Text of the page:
What’s funny is when I started my career as a writer, I probably had some of the thinnest skin you have ever seen in your life. I’m a lifelong, chronic people pleaser. Human approval has always very disproportionately mattered to me in an unhealthy way. So it’s hilarious for me even to remember because now that’s my daily bread.
God has done a real work in me. Growing me up into this space to be this sort of leader who does not melt on a warm day. I handle online criticism in a handful of ways:
No matter what it is, right when I first receive it, it does not matter if it is said incredibly generously or if it is just troll alert, to me it all sounds the same. I burn hot, I’m a fiery personality and I don’t have a neutral gear. I am an over-reactor and I want to lash out. So my hard and fast rule is no matter what it is, I’m going to give it 24 hours. I will not respond. I’m not going to jump back. I’m not going to kick back. I’m not going to be passive aggressive. I’m going to sleep on it. I’m going to set it down and take a walk around the block. I’m going to just let it simmer.
Every single time, it feels different the next day. When I can wake up the next day and the shock or the hurt feelings or the rage has receded, I can see it way more clearly. And so at that point I can usually sort this out: Either this is trolling and not useful and I’m going to absolutely put it in the trashcan and shut the lid, or there’s something here. There’s something here to listen to, to learn, to apologize for or clarify or explain or even just engage in dialogue. I can usually tell which is which by the next day.
Related, what is the right way to go about authenticity? Is there a balance between being a jerk and being fake?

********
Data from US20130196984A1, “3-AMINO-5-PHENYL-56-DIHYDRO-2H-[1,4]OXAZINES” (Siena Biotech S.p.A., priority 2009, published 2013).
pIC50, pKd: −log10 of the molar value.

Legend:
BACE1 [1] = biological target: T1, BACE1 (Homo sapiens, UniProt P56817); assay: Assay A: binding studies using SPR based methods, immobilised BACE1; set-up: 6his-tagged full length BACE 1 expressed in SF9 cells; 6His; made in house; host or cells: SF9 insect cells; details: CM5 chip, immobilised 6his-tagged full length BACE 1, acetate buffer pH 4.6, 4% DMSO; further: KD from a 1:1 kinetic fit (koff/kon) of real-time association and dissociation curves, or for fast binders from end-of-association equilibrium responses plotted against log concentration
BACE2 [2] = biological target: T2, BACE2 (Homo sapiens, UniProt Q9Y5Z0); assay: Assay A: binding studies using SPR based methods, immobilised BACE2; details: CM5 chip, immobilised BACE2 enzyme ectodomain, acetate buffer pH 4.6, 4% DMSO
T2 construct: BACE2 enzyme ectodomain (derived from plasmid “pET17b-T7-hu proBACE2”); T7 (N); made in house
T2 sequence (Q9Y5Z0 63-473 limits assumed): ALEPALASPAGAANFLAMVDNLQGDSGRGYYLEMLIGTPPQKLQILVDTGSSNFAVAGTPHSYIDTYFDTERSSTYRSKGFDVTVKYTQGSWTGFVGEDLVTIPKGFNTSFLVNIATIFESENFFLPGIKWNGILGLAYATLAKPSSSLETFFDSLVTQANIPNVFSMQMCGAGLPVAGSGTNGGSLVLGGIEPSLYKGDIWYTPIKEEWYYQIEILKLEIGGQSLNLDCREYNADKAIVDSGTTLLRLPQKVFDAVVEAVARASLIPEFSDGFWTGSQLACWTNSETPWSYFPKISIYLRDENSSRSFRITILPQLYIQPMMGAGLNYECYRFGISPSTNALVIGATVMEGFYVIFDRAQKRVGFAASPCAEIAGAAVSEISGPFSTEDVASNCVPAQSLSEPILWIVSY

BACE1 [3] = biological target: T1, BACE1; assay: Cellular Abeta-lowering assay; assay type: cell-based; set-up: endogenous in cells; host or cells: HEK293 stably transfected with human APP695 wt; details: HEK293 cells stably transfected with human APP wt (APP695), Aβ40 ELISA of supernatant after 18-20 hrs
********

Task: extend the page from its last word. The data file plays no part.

I think authenticity online certainly can swing from one extreme to the other. And neither are actually any good.
There’s this fake authenticity that is like low-hanging fruit: Anybody can post a messy picture or something that’s like, “Oh i’m just a real person”—which is all true; everybody is a real person. But there’s a brand of that type of transparency that has some real quick rewards. But it doesn’t cost you anything, and you can still hide everything substantial behind that barrier.
And then you can swing the other way, where you put too much on display. There is no censor, there is nothing held back, there is absolutely nothing off the table of public consumption. That’s just as unhealthy and exhausting to have to digest from somebody all the time.
There’s something in the middle that feels right to me, where your authenticity is going to cost you something. It means in certain areas, where it’s wide and prudent, you are going to peel back the curtain a little bit and reveal something hard, something that involves struggle or loss or failure. Those aren’t the things we like to share. This brand of authenticity creates a space for other people to say, “Me too, I’ve done that,” “I struggled with that,” “I’ve failed in the same way.” I think that’s good for the community.
What is one thing you want readers to leave Moxie reflecting on, what are you hoping this inspires people to think about and meditate on?
I hope the word they walk away with is “moxie.” The idea of that word is old fashioned and it pulls forth all these images of grit and courage and pluck. That’s primarily what I see in my generation, even though there’s a lot in the book that deals with mess. “Mess” includes all of the things we all endure, suffering and pain and grief and failure and loss. This idea that as believers we are simply seated with a spirit of overcoming it is in our namesake.
What I hope that readers will walk away from is a reminder that no matter where they are at right now, they have the spiritual tools they need. Because we serve a god who will not be shaken.
Tyler Huckabee is RELEVANT's executive editor. He lives in Nashville with his wife, dog and Twitter account.